It’s no secret that South Africa is an unequal society, this is of course very evident in the health sector. When covid struck it exposed some of the frailties within our health system.
At the peak of the pandemic, services in the health sector which were deemed non essential were either stopped or postponed while the world was learning about the virus and how to mitigate its effects. This strategy was employed by almost every country and most probably saved millions of lives in the process; however it has had its own casualties.
In a country with a fragile health care system like ours, it meant patients with chronic conditions had to make way for those patients who were acutely ill, mostly from covid 19. Surgical interventions were postponed, elective procedures held unless they converted into emergencies, outpatient departments closed or had staff diverted and sadly cancer treatments were momentarily stopped.
In South Africa most of our patients with cancer are diagnosed late (stage 3-4), for several reasons ranging from health attitudes or stigmas, a culture of poor health seeking behavior, lack of awareness and education on risk factors and early symptoms, poor or in many cases non-existent screening, delayed diagnosis due to backlogs in imaging, biopsies (procedurally and the actual processing) and referral to oncology centers, the list is endless. The problem is amplified by other concomitant issues like malnutrition, immunosuppression, HIV and other comorbidities.
These patients require specialized treatments in radiation oncology or medical oncology units. While 85% of all oncology cases exist in the public sector, these patients are served tirelessly by a mere 20% of our cancer specialists in SA. The Charlotte Maxeke Johannesburg Academic Hospital (CMJAH) plays a pivotal role in treating cancer patients. CMJAH provides such important cancer care to the lower Gauteng area, some parts of North West, Mpumalanga, Limpopo and Free State that it is arguably one of the most important cogs in our health system.
For many years the hospital has had a huge patient backlog, with patients having to wait three years in some cases to get treatment. This was not due to just the patient load or numbers, other factors like lack of equipment or aging equipment and understaffing were also to blame. Of course a little bit of corruption added to the problem.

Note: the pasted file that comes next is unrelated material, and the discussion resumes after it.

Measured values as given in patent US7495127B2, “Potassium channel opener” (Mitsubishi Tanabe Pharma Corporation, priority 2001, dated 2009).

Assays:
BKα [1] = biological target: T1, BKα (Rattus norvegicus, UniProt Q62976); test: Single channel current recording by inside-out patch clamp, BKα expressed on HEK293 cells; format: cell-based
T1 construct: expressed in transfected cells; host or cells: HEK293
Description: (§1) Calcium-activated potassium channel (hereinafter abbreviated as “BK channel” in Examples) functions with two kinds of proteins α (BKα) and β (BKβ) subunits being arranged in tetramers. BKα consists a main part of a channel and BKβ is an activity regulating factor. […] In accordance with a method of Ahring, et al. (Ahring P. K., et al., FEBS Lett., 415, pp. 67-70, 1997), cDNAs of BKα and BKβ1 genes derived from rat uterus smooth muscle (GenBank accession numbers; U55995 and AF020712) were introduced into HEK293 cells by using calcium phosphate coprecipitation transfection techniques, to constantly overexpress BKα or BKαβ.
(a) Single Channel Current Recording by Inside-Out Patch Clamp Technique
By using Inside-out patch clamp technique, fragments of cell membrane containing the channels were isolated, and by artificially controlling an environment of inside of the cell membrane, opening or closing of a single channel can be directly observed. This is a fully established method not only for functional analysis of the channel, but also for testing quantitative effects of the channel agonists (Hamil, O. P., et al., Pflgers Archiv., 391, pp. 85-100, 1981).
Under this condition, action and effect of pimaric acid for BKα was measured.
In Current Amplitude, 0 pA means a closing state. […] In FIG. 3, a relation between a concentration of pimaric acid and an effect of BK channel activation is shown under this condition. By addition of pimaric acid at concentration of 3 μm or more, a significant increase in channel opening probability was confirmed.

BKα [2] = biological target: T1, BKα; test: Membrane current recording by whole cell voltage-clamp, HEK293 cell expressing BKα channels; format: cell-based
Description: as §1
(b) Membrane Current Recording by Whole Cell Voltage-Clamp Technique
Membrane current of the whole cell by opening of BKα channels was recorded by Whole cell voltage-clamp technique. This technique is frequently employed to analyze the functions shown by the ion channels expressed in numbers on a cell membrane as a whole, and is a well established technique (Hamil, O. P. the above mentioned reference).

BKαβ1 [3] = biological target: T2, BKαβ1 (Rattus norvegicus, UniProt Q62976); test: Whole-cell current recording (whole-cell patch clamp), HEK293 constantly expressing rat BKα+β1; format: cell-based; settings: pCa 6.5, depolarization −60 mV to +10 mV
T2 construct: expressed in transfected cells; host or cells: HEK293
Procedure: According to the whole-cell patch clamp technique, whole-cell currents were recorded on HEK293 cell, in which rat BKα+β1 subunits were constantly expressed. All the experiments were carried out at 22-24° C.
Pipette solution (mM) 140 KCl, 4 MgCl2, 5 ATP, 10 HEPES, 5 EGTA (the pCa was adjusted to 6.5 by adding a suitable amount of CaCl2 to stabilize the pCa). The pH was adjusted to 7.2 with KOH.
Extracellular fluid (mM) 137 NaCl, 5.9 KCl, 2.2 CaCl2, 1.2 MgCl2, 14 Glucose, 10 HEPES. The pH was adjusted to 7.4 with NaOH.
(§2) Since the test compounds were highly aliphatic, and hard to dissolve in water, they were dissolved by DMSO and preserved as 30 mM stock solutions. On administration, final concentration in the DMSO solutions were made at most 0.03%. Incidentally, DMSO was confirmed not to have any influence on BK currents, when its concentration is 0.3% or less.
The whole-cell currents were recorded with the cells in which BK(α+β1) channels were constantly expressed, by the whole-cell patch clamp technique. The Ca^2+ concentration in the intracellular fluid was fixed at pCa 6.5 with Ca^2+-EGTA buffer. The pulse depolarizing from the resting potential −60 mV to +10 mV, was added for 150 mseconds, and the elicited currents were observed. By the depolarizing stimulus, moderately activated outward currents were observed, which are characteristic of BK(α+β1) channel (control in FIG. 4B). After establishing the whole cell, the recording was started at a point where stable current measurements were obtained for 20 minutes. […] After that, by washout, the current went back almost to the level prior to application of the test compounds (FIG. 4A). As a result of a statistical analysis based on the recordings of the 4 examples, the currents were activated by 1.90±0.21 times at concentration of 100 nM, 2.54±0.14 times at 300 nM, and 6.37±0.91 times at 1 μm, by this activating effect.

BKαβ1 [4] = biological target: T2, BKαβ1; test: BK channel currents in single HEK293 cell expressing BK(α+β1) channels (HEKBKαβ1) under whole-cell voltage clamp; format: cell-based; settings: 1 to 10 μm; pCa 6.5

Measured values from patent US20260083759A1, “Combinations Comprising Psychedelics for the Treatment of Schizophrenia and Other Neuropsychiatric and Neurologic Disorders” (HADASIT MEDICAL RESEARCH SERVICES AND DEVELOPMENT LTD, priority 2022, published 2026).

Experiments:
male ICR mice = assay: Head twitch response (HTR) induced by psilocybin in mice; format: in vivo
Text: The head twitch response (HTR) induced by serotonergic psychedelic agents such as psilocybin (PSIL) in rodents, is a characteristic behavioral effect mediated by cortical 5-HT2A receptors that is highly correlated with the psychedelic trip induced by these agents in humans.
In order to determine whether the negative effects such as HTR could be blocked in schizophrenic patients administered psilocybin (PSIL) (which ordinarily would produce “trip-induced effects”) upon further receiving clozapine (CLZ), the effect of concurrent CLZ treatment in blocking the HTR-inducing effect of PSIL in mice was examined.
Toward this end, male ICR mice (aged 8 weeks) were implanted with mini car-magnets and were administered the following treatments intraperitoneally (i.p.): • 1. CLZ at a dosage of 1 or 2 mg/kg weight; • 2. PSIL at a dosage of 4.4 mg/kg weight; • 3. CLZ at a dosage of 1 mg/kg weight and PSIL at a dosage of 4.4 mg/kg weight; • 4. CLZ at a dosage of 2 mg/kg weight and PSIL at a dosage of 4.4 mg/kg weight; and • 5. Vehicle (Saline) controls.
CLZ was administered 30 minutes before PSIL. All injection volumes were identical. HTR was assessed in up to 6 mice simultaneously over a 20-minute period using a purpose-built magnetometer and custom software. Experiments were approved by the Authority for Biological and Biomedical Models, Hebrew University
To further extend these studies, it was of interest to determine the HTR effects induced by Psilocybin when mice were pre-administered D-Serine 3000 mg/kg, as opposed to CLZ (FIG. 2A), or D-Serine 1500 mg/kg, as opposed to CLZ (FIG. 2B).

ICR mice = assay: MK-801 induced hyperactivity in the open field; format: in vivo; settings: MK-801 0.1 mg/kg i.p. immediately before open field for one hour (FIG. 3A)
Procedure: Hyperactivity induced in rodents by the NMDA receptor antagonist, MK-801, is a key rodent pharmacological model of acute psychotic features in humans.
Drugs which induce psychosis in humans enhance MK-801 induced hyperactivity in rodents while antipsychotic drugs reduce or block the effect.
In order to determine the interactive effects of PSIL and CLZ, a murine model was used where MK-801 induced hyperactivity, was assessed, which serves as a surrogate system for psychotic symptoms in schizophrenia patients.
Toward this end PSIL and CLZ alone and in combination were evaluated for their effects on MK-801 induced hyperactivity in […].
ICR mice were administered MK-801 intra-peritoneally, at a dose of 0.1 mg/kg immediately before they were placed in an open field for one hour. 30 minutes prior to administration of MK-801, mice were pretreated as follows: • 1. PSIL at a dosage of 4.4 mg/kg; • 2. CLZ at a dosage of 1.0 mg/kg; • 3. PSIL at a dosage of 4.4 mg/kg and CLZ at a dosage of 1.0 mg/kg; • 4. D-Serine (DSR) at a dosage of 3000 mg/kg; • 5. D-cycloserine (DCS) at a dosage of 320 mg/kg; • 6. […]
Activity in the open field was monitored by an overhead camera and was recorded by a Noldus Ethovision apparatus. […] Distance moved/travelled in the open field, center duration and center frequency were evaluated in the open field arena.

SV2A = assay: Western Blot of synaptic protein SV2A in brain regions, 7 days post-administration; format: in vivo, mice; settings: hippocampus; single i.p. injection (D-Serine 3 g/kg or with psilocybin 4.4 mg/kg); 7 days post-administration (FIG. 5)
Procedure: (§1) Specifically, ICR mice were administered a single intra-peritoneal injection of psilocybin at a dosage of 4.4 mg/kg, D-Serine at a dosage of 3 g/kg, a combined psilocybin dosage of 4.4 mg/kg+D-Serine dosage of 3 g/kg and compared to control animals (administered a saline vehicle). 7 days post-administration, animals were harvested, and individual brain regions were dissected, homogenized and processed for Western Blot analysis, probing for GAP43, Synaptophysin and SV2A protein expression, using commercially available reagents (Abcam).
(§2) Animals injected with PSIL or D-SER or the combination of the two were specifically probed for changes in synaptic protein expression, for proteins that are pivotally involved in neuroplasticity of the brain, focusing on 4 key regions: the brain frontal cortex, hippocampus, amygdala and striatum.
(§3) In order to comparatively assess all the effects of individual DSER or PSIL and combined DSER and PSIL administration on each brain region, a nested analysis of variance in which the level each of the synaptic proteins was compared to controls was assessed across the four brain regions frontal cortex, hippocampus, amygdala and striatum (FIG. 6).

On the 16 of April 2021, a fire broke out on the north side of CMJAH affecting every single one of the five major blocks. Staff had to evacuate 800 patients that night, they were distributed to various other health institutions in Gauteng, split across both the public and private sector.
Relationships were forged between these two sectors because it was deemed necessary for the survival of these patients. The hospital was closed for months until staff demanded that it reopen. The national government was involved and a resolution was reached to start services in July 2021. Fast forward to 2022, some good strides have been made, CMJAH has reopened its oncology services fully, there is new equipment even though still not enough, more staff have been employed as well and there has also been fewer corruption allegations against the management and Gauteng Health Department during this process.
Many patients are still at home waiting for that call from CMJAH to tell them to come for treatment. This wait must be very agonizing to our people, knowing that this call could come too late. This situation is tragic but sometimes we do need to stop and celebrate the small wins.
Addressing health inequality in our country is a wicked problem and cannot be fixed overnight but we can take a moment to reflect and learn. At Amani we are constantly looking to learn because we recognize that we are going to need social innovation to create a future in which no South African is left behind. Out of the ashes of CMJAH I realised two important lessons.
social movements do not need to be grand campaigns in the media to deliver change. It can be as simple as a few dedicated staff willing to stand up, reclaim their power and not let up until there’s action. The staff at CMJAH have demonstrated what is possible if we come together in our respective communities.
Secondly, we are capable of finding new models and approaches to address health inequality in our country if we strengthen collaboration between public and private healthcare. We shouldn’t be ok with a system that continues to promote inequality of any kind. The idea of NHI might sound like a gross overreach but if we start cultivating and sharing resources, it might make it less alien when, or if, it finally arrives. In fact nothing stops us from reimagining the health system while we wait!
Finally, I’ve been asking myself how I can do more for my country and the feeling of wanting to contribute only grows as the elections close in.
If you are like me and wondering what you could do, perhaps the simplest thing is start talking to the communities that you belong to, find out what’s collectively important to your tribe and then make a plan to fix it. Incremental changes are better than nothing at all. If you are willing to do that then our team at Amani are willing to support where we can.
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